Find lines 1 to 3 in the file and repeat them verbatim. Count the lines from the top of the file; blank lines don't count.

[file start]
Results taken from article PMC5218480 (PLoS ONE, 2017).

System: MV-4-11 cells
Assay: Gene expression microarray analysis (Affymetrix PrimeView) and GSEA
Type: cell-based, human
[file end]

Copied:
Results taken from article PMC5218480 (PLoS ONE, 2017).

System: MV-4-11 cells
Assay: Gene expression microarray analysis (Affymetrix PrimeView) and GSEA